Among the other findings:
- Majority of Upstate CEOs Say Return to Pre-Virus Economy Will Take Longer than 6 Months
- By 57-35%, CEOs Say NYS Should Focus on Public Health NOT Relaxing Restrictions for May 1
- Nearly 90% Downgrading 2020 Revenue & Profit Expectations; 40% Have Laid off Workers; 58% Cutting Back on Buying Equipment
- 89% Say will be in Business a Year from Today; 61% Confident in Fed Response; 72% Plan on SBA Paycheck Program
During the years Saranac Lake was a health resort, many TB patients filled their time by making arts and crafts. These activities furnished a crucial sense of purpose for people struggling with isolation and boredom.
Before antibiotics, there was no real cure for TB, so doctors and nurses helped patients fight the disease by supporting their immune systems in every possible way. They provided good nursing care, healthy food, rest, moderate exercise, and attention to mental health through occupational therapy. At the Trudeau Sanatorium Workshop, and later at the Study and Craft Guild in town, patients and community members learned jewelry making, basket weaving, painting, and much more.
This past spring, we opened an exhibit titled “The Art of the Cure,” presenting some of the beautiful arts and crafts that grew out of our local history. Thinking about the parallels with our present times, I ducked into the museum this week to pick out a story from the exhibit to share.
This week, U.S. Sen. Kirsten Gillibrand (D-NY), member of the Senate Agriculture Committee, announced landmark legislation, The Relief for America’s Small Farmers Act, to provide economic relief for small farmers suffering from massive financial losses due to reduced demand and supply chain disruptions during the coronavirus pandemic.
According to information in a news release, farm bankruptcies are at an eight year high and net farm income has dropped by nearly half since 2013. The financial struggles of more than 30,000 New York farmers has only been exacerbated by the current crisis, which has devastated supply chains, as schools and restaurants have been forced to close. The Relief for America’s Small Farmers Act will alleviate debt, keep farms open, and fortify the nation’s food supply, providing direct relief to the nation’s most vulnerable farmers.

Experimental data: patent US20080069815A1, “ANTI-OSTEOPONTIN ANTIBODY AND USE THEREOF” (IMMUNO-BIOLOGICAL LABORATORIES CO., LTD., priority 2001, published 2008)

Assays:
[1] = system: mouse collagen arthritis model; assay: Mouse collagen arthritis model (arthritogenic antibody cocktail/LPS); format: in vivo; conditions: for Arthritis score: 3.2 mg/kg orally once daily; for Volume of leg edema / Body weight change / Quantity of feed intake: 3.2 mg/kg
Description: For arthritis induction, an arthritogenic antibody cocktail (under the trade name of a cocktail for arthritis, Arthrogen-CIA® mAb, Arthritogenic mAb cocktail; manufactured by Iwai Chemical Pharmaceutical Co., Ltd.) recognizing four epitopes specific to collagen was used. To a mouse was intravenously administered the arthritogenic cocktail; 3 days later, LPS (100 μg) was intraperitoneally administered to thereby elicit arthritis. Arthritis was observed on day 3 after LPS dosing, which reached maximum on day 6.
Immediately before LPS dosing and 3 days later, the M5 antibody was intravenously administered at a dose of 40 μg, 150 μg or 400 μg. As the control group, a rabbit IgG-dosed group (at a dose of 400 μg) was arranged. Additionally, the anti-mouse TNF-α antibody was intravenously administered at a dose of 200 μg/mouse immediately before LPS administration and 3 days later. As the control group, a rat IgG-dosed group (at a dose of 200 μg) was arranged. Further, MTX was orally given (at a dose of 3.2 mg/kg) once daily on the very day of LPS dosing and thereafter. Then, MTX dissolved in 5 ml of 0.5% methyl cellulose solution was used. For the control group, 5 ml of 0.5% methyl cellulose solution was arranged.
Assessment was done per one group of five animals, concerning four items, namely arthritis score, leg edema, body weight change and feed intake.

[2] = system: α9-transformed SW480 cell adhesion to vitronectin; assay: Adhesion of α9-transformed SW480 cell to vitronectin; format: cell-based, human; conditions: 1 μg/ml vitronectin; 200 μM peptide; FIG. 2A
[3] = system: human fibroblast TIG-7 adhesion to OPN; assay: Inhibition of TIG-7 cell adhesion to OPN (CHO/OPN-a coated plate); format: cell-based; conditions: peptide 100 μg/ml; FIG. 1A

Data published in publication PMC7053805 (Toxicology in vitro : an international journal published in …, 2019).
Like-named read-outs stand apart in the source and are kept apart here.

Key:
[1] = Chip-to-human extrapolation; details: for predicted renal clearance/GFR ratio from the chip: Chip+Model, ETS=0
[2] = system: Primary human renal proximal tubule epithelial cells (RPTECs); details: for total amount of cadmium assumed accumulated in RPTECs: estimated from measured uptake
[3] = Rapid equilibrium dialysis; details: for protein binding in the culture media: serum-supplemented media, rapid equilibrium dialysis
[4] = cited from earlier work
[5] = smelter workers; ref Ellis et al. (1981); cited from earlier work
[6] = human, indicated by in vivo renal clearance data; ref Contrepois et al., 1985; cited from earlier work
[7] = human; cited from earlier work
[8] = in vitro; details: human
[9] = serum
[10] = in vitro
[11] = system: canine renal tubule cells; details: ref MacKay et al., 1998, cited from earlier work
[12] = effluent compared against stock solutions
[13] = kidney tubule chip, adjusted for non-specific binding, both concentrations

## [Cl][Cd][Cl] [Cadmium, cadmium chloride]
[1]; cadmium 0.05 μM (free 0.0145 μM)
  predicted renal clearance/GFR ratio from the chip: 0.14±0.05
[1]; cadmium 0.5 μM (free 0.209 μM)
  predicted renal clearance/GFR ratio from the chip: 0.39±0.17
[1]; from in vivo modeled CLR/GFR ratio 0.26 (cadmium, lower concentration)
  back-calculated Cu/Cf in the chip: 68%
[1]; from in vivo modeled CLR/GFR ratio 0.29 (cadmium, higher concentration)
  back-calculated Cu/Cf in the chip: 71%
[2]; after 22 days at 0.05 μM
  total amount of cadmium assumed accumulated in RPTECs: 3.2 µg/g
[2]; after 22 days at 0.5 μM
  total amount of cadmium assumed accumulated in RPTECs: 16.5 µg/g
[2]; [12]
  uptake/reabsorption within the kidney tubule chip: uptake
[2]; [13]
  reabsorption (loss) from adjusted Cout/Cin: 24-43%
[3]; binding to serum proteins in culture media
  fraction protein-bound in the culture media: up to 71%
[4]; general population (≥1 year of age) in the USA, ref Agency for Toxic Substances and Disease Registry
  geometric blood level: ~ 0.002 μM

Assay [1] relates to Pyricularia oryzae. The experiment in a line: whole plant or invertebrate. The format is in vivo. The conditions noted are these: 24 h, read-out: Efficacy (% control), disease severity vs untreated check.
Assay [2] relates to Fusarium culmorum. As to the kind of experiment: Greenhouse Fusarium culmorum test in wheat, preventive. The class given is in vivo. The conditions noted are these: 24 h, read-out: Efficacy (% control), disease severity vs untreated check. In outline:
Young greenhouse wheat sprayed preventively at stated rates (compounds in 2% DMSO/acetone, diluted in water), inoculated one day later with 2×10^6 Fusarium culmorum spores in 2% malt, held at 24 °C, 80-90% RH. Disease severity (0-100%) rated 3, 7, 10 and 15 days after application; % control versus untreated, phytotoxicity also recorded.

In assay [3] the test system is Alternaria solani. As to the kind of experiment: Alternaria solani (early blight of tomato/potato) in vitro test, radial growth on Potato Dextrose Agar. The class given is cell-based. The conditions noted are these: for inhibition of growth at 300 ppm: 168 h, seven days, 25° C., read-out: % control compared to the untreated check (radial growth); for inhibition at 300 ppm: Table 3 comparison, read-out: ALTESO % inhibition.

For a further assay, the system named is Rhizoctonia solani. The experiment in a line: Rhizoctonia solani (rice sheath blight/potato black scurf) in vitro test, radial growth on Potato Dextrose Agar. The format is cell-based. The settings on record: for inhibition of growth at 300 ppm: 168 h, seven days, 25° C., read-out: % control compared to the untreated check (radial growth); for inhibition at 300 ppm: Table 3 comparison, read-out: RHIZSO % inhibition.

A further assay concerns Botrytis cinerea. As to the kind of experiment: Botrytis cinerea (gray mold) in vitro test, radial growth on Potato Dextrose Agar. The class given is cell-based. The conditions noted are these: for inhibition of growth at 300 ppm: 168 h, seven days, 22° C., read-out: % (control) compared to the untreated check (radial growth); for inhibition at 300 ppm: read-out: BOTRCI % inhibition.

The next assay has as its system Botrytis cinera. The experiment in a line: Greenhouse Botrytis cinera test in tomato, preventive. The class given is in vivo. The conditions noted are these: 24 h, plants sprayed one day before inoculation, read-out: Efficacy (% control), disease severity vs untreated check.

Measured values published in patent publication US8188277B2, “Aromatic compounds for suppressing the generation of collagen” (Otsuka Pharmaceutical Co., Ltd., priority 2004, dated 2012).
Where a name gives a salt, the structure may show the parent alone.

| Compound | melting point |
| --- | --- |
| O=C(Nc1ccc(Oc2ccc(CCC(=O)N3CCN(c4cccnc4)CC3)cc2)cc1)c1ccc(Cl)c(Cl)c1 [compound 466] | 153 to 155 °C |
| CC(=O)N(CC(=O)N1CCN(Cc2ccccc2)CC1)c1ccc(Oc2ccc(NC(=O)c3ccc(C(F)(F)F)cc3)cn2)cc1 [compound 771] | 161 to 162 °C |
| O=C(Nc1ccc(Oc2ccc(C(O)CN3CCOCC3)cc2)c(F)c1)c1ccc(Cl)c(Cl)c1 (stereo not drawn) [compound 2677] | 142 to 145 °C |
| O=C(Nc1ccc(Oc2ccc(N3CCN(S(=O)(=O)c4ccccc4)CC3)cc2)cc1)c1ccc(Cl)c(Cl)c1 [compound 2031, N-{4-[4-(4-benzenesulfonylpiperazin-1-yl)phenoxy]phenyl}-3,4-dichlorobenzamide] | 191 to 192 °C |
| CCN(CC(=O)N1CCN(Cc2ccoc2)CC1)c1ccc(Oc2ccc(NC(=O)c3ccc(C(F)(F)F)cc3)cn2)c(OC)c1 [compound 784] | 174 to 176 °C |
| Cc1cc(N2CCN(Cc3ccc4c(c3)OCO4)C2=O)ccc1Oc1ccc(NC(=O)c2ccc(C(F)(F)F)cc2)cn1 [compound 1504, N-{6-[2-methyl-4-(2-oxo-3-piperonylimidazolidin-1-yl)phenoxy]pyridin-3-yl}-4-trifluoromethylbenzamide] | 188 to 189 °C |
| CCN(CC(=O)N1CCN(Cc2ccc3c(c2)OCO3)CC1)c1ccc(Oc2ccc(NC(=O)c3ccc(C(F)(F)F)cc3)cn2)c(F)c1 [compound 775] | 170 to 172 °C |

The sugar-making season and the weeks thereafter are an extremely important selling period for local producers. Unfortunately, the Covid-19 pandemic has seriously impacted, and may continue to impact, sales into and perhaps beyond the spring and summer seasons.
Many local maple syrup-producing farm-families take part in Maple Weekend, an annual event championed by the New York State Maple Producers Association (NYSMPA) and supported by Cornell Cooperative Extension and the Cornell Maple Program. Maple Weekend provides opportunities for interested individuals and families across the state to visit one or more of the state’s family-run maple sugaring operations to see, first-hand, how sugar maple trees are tapped and sap is collected and boiled into pure, delicious maple syrup.
The North Country Chamber of Commerce is hosting a conversation with area county leaders at 9 a.m. on Thursday, April 16. Hear updates and answers to questions regarding the response by North Country counties to COVID-19 and the impacts on our county governments.
Panelists will include:
Mark Henry, Chair, Clinton County Legislature
Donald Dabiew, Chair, Franklin County Legislature
Shaun Gilliland, Chair, Essex County Board of Supervisors
Bill Farber, Chair, Hamilton County Board of Supervisors
Register and ask your questions by visiting northcountrychamber.com